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Galveston Bay Oyster Shippers Accuse Competitor Of Harassment

This year’s Texas legislative session ended without addressing an ongoing dispute over oyster reefs in Galveston Bay. Now some oystermen say they’re being harassed by a company that claims to have exclusive rights over a large part of the bay’s reefs.



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Prestige Oysters ship photo
A Prestige Oysters ship is followed by Tracy Woody of STORM while harvesting oysters in Galveston Bay.


Muhamer Zeqiri has worked for Prestige Oysters since he immigrated from Kosovo in 2010. He is a boat captain for the self-proclaimed “world’s largest oyster shipping company.”

But recently, he decided to take a break from oyster harvesting. Zeqiri feels intimidated by a company that claims he is trespassing.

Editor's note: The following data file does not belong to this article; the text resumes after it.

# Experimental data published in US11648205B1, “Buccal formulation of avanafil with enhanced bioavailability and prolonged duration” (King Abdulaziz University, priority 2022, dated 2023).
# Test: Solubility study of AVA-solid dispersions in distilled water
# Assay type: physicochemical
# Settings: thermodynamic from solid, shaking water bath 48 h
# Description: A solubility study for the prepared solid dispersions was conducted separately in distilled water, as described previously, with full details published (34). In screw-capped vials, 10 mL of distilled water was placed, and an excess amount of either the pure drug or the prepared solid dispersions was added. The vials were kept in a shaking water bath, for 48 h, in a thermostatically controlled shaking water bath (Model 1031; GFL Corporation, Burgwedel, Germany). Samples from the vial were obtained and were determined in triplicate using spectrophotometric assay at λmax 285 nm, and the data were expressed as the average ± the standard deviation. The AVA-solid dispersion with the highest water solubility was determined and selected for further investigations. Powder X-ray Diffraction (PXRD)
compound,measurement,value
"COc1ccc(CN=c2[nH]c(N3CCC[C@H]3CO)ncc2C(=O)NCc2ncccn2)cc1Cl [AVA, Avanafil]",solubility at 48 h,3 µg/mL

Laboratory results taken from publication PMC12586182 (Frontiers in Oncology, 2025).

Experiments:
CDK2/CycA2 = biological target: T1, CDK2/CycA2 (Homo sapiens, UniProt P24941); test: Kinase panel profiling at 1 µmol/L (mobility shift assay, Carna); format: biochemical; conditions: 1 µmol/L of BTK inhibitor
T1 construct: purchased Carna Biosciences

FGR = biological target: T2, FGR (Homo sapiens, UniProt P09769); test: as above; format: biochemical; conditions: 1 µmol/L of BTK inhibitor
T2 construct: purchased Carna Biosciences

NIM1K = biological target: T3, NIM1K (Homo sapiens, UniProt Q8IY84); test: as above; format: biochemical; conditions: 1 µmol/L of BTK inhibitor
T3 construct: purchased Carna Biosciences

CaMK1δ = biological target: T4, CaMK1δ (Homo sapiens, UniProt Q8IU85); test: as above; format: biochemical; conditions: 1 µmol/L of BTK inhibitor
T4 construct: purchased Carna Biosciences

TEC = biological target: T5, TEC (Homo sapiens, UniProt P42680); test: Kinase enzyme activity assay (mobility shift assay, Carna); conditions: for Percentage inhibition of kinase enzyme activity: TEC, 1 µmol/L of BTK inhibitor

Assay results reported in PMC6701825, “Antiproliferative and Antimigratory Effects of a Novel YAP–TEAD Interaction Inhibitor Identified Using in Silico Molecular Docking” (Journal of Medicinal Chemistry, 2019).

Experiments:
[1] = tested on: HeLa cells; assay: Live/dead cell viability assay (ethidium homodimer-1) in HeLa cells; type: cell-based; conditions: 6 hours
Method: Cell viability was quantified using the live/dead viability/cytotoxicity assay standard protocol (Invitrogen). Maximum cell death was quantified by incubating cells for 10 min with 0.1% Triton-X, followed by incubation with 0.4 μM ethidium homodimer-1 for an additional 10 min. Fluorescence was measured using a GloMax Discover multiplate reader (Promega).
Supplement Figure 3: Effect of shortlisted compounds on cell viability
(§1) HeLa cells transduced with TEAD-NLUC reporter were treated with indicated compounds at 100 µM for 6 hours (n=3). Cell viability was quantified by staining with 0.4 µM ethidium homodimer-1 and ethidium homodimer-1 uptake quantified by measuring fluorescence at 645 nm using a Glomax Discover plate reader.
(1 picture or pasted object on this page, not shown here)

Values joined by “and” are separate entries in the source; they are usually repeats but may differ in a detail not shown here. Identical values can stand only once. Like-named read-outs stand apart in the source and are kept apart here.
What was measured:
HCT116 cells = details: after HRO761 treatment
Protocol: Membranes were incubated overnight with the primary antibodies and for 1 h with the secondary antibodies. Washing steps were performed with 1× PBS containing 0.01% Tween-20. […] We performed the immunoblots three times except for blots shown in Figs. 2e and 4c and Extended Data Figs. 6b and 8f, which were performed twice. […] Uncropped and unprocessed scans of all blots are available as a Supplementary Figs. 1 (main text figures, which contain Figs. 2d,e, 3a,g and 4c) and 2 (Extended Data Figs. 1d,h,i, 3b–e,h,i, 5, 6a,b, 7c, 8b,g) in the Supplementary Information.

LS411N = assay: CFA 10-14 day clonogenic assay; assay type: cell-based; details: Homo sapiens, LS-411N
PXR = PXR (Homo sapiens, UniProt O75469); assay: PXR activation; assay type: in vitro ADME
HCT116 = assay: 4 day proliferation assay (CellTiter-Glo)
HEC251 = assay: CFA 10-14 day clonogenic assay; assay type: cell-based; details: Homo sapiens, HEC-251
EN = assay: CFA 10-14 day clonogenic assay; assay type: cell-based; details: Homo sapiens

“We have people coming next to us and videotaping and I’m not sure if I’m doing something wrong or something,” he says. “They make me feel like I’m stealing oysters.”

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The company, Sustainable Texas Oyster Resource Management, or STORM, is leasing 23,000 acres of submerged land in Galveston Bay from the Chambers-Liberty Counties Navigation District.

The problem is, Prestige Oysters is also leasing that area, but from the state of Texas. A bill addressing jurisdiction in this issue died in the legislature.

Meanwhile, Tracy Woody, president of STORM, says he’s doing nothing illegal.

“We’re not barbarians. We’re not out here running over their boats,” he says. “We’re not harassing their boats; we’re not circling their boats; we’re not making waves; we’re not making it dangerous.”

He says he is documenting other oystermen’s activities for a potential lawsuit.


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